Fissure News: Dealing With Change

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Jesse Freese

Make sure you checkout a new feature beginning with this issue. For the next several issues one of our instructors (guides) will give you a firsthand look at their work, teaching and life experiences, and how they came to be Fissure guides. I think you will enjoy their stories and getting to know how they came to be so passionate about helping others learn and develop.

We deal with change constantly, but we’re still not handling the transitions very well. For a great example we only have to look at the million or more Green Bay Packers and Minnesota Vikings fans that now all have to find a new routine involving Bret Farve. Now I know not all of our readers are football fans, but most everyone is aware of Bret Farve’s return to football after a “hall of fame” career with the Green Bay Packers. Bret is having his own trouble with change and transition, but that is another topic for another day.

The Packer fans who loved Bret when he played for them, don’t quite know how to deal with him playing for the hated Vikings. The Vikings fans who hated him when he played for the Packers, don’t quite know how to deal with him playing for their beloved Vikings. Let’s see what we can do to help all these frustrated fans.

In our change management and leadership training we define change as the event that causes your current routine to “be no more” while transition is the process we all go through to finally arrive at our new routine. The part of the transition process that currently relates to most of the Vikings and Packers fans is the “Chaos” phase. It’s the part of the transition where you have already “Let Go” of the old routine (Packers fans have definitely let go, check out “We’ll Never Forget you Brent” on Google), but haven’t quite arrived at what the new routine is going to look like. The Chaos phase is best described as a time of opportunity where you are open to the possibilities of what the new routine will be. The chaos phase is characterized by ups – a result of an idea you have of what the new routine is going to look like, and downs – a realization that your idea is not the right or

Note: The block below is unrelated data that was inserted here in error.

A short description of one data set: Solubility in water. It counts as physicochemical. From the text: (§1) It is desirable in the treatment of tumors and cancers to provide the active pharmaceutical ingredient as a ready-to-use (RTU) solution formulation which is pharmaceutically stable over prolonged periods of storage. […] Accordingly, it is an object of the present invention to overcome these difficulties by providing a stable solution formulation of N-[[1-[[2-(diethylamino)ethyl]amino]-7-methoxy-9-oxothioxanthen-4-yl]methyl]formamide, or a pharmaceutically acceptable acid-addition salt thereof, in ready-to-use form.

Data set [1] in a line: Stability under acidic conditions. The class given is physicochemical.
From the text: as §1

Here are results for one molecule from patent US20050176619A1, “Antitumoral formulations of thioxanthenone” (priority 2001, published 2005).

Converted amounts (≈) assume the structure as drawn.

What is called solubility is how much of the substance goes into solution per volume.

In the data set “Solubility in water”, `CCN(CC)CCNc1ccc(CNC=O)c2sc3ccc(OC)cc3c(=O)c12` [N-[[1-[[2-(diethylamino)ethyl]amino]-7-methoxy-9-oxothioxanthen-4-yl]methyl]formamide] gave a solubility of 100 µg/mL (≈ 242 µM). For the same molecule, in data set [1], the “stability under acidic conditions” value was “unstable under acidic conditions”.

final answer.

So how do we help all these Vikings and Packers fans stuck in Chaos? People in Chaos can be helped through the process by encouraging them to look for answers to the new routine and by helping them be as creative as possible in coming up with innovative answers. I have a personal reason for thinking about how to help the Farve fans get through Chaos. As a transplanted Minnesotan, married to a Minnesotan, I have spent the last 20 years watching my wife watching the Green Bay Farve. To put it nicely, she didn’t like him much and I would say “if he played for the Vikings you would love him”. I won’t share with you in writing her response to that statement. So now that he is playing for the Vikings I am having a firsthand look at a fan in Chaos. One moment she can almost see him as the Viking’s quarterback and the next moment she is seeing him as Green Bay Farve. It is the classic case of the ups and downs of Chaos as she looks for the answer that will allow her to actually cheer for Farve’s success, rather than his failure.

You can encourage their answers, as I have done with my wife, but be careful of trying to give them the answer, as I have learned not to do with her (at least for the most part). Ask questions to trigger their creativity. An example for my wife might be “Doesn’t Bret look good in purple?” The key is giving people in Chaos the time they need to find their own answer. Some like the feeling of the unknown and will take longer, some don’t like the unknown and will arrive at their new routine more quickly. We all need to just give the Green Bay and Vikings fans time to find
their answers.

It has been a while, and worth the wait as Mike Wold has contributed a very nice article on hope. He shows us why it is important as project managers and people to have hope, and that it also needs to be realistic hope.
In his article in this issue Geof Lory asks a great question: We spend a lot of time measuring things like schedules, budgets, and requirements. But is that really what’s most important to our projects?